NORTH KANSAS CITY, Mo. — The weekend before St. Patrick’s Day is usually huge for small businesses in the Metro.
However, with parades and parties canceled due to the coronavirus, mom and pop shops are trying to make the best of it. For many small businesses that rake in two to three weeks revenue in one weekend, the uncertain economy is truly unsettling.
North Kansas City usually draws tens of thousands of revelers for its annual Snake Saturday parade. People ready to party and drop some green at local restaurants and bars. This year businesses along the parade route that opened early and ordered extra food and supplies for the biggest party of the year are losing money, and they are worried about their financial futures.
Brandi Smithmeir is the owner of Paul and Jack’s, and says any kind of shut down would have ramifications.
“If they were to quarantine us or shut down the city, it’s going to be a major hit to small businesses. I don’t know what I will do moving forward,” he said.
Still, some customers were willing to take the risk to uphold holiday traditions and support businesses they love. Jessi Thompson says St. Patrick’s Day is like Christmas for her family and friends.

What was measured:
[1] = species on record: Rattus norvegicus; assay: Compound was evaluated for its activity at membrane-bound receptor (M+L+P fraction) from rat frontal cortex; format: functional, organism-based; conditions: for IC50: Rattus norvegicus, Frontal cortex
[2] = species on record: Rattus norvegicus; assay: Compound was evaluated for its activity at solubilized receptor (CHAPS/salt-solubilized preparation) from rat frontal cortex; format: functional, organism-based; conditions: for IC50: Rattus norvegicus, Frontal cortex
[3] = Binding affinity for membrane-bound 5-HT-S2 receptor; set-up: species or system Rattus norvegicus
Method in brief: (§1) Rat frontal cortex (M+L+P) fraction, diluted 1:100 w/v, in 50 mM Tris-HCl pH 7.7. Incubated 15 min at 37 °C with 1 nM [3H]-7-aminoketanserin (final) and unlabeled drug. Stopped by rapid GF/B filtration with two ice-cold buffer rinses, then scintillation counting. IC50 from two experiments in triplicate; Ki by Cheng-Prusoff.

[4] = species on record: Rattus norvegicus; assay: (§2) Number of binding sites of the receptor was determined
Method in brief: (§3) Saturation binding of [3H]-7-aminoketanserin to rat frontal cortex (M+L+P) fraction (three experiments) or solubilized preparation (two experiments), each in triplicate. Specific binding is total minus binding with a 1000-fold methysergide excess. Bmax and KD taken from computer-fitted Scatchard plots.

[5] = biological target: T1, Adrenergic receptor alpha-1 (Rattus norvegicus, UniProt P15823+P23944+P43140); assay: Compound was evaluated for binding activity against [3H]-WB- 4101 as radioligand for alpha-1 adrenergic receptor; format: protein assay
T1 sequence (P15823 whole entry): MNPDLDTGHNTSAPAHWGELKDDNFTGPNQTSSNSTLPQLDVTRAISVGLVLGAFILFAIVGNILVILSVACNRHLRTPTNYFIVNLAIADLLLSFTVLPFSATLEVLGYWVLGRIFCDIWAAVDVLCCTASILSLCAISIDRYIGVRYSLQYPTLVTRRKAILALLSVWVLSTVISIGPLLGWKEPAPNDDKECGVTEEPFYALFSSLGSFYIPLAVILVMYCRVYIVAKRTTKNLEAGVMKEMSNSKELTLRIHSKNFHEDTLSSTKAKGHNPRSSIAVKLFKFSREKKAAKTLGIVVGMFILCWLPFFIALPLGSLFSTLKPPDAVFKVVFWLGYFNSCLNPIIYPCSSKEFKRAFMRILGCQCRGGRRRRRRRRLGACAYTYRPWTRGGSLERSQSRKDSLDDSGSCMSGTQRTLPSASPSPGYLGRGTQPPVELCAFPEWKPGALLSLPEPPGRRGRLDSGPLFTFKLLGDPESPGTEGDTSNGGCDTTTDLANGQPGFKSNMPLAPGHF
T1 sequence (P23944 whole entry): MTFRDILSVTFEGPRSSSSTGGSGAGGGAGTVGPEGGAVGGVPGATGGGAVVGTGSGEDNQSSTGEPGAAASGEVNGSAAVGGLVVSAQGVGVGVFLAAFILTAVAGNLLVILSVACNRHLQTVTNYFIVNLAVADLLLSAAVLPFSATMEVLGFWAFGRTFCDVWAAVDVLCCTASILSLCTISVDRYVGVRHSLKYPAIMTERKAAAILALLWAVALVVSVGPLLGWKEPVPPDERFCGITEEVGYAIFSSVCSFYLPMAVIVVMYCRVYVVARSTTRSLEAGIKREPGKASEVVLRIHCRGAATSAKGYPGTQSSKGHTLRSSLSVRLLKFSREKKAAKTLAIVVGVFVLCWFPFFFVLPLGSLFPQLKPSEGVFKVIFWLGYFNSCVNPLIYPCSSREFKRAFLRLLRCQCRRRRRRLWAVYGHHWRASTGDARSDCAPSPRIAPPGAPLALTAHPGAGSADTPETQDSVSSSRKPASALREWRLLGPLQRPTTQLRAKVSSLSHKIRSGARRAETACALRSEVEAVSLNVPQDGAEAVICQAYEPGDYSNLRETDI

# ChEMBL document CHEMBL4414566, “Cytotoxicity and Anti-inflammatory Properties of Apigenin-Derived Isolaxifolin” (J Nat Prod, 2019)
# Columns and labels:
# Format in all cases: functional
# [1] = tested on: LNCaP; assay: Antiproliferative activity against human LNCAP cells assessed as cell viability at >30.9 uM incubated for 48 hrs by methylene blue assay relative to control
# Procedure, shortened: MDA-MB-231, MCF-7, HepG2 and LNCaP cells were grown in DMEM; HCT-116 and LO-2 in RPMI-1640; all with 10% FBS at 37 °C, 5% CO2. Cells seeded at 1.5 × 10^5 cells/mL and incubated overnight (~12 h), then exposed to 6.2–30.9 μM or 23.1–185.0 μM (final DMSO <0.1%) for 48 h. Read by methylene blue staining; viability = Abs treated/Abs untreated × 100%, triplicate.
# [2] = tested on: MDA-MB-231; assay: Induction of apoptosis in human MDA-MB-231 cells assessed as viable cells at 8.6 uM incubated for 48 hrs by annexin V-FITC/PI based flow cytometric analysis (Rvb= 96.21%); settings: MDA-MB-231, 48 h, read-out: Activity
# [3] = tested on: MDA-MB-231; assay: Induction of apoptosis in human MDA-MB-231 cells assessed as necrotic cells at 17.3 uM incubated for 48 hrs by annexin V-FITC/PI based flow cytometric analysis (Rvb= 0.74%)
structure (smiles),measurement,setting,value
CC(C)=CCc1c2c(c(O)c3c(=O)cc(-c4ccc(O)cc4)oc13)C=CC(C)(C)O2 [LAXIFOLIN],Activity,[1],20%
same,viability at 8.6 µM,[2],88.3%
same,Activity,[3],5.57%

“Everything is crazy now, and we are getting down here and supporting them and we are doing what we need to do,” she said.
Greg Monnig says for now, threat of the virus isn’t going to stop him and his friends from celebrating.
“We are taking the precautions that they are suggesting, washing hands, sanitizing, etc. It feels a little ridiculous, but I get it,” he said.
In an effort to reassure patrons, businesses like Big Rip Brewing have taken away self-serve popcorn, board games and foosball tables. They are going the extra mile to sanitize everything, including the taps, and they are using plastic cups.
“That way people know they are getting a brand-new cup every time they order something,” head brewer Bri Burrows said.
Kind Food, a vegan restaurant in the Iron District of North Kansas City, is going through boxes of gloves and exceeding recommendations laid out by the health department.
“We are putting our credit card reader in the window so customers can insert it themselves. We have a tablet that has to be signed, so we sanitize it after every transaction,” owner Phillip Jones said.
In some parts of the country where the coronavirus is more widespread, small business have had mandatory, temporary shutdowns, but lost revenue has sometimes forced permanent closure.
According to Joe Gauer, with the River North Business League, that fact weighs heavily on the minds of local business owners.
“It is going to be really tough. People are playing it safe, as they should, and that does have an economic cost to small businesses that rely on social interaction,” he said.